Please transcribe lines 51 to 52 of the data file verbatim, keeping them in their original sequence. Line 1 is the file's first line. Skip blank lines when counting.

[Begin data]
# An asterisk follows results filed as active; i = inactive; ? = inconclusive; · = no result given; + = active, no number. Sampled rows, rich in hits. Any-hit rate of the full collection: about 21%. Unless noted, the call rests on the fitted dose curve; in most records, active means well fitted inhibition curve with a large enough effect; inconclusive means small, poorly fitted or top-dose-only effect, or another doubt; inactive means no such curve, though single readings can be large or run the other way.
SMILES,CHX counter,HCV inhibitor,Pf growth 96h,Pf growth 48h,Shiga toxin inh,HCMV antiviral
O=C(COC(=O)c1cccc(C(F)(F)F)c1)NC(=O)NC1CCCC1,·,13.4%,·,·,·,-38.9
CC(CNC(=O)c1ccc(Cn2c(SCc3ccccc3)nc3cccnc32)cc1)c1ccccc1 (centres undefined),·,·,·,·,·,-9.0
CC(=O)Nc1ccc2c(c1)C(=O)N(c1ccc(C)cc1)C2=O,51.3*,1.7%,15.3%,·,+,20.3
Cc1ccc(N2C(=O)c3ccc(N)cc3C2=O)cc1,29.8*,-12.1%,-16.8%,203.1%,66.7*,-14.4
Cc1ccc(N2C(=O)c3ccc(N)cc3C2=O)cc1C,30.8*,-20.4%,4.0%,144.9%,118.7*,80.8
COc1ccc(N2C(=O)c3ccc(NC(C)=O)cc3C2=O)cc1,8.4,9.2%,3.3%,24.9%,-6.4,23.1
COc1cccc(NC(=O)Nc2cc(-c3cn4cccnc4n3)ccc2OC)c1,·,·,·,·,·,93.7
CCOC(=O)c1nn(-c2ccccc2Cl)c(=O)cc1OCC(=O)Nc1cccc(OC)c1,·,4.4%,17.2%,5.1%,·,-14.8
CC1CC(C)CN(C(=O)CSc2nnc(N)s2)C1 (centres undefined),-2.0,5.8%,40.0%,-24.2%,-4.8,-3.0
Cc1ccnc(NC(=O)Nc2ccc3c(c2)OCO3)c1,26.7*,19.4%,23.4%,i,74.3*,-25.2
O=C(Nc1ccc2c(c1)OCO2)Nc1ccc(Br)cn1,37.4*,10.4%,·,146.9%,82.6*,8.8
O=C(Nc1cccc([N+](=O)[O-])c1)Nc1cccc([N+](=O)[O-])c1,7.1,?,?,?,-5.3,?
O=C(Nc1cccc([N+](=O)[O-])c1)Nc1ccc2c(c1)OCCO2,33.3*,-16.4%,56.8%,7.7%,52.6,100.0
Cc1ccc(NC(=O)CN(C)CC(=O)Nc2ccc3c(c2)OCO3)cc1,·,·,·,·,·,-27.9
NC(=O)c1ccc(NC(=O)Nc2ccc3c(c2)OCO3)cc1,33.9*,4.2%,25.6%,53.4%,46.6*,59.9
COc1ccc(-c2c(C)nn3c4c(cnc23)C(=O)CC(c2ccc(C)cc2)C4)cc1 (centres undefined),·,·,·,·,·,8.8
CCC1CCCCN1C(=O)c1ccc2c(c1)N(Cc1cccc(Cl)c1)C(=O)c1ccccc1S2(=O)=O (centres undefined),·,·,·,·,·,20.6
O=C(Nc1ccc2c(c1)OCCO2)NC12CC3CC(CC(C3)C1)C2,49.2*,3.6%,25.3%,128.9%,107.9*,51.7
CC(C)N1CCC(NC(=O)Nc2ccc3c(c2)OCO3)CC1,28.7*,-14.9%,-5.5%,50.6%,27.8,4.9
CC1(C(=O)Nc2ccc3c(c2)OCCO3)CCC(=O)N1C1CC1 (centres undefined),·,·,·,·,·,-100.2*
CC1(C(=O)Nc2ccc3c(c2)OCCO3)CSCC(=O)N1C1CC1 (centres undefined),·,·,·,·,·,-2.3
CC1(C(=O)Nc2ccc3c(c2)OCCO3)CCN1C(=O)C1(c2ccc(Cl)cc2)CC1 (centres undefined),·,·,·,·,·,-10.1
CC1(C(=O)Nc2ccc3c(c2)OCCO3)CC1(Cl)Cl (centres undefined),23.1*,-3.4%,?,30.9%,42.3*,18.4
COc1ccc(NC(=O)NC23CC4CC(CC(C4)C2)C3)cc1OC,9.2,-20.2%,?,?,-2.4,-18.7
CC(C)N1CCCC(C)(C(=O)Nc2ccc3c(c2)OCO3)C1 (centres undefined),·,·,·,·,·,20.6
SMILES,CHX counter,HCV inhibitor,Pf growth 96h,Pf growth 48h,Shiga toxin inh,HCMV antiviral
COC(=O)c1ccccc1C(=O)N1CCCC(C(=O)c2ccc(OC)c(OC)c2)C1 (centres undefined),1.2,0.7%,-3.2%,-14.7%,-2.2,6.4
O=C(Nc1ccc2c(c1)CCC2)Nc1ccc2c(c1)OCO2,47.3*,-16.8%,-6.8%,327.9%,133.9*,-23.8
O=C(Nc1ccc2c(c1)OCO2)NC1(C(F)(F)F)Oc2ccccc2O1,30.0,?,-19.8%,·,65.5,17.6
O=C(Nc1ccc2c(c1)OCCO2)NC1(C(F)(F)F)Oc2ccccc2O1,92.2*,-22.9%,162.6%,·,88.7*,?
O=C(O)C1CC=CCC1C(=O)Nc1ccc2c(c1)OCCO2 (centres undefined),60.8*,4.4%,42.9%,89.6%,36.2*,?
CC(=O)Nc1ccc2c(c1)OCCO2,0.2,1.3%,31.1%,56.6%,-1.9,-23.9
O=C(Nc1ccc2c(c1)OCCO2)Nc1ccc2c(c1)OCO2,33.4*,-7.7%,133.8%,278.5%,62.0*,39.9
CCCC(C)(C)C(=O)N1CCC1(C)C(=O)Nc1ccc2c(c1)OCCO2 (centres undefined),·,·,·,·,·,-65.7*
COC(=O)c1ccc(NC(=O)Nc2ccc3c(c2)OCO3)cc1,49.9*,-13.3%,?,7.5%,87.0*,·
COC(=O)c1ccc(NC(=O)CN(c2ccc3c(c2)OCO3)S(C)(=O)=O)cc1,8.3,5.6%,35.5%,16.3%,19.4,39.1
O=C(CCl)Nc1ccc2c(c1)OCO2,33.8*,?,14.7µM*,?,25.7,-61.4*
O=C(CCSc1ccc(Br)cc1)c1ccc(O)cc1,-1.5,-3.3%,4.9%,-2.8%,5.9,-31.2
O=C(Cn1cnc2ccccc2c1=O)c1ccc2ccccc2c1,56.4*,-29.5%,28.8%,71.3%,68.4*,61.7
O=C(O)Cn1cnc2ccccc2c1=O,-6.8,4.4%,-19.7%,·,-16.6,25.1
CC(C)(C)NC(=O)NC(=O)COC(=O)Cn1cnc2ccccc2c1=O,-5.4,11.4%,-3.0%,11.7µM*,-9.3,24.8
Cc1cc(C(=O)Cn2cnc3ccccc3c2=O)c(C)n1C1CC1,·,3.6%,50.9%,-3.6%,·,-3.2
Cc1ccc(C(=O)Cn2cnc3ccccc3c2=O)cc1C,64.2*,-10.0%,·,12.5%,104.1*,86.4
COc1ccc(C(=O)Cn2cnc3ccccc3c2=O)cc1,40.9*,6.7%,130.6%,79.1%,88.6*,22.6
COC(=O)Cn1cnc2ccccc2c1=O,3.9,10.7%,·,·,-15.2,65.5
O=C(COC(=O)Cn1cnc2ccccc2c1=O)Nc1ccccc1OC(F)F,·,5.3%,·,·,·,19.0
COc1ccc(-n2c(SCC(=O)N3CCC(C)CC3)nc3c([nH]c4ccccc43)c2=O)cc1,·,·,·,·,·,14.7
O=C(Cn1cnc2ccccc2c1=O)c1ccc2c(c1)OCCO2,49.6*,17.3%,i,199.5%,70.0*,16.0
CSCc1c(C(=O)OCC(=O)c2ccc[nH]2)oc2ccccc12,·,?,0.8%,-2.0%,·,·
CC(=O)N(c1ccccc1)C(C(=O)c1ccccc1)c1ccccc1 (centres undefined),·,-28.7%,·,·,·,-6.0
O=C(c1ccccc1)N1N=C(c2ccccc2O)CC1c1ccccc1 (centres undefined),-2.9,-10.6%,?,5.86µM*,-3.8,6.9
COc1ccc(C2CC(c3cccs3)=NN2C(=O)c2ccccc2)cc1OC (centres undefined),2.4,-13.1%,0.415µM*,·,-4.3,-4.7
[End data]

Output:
CSCc1c(C(=O)OCC(=O)c2ccc[nH]2)oc2ccccc12,·,?,0.8%,-2.0%,·,·
CC(=O)N(c1ccccc1)C(C(=O)c1ccccc1)c1ccccc1 (centres undefined),·,-28.7%,·,·,·,-6.0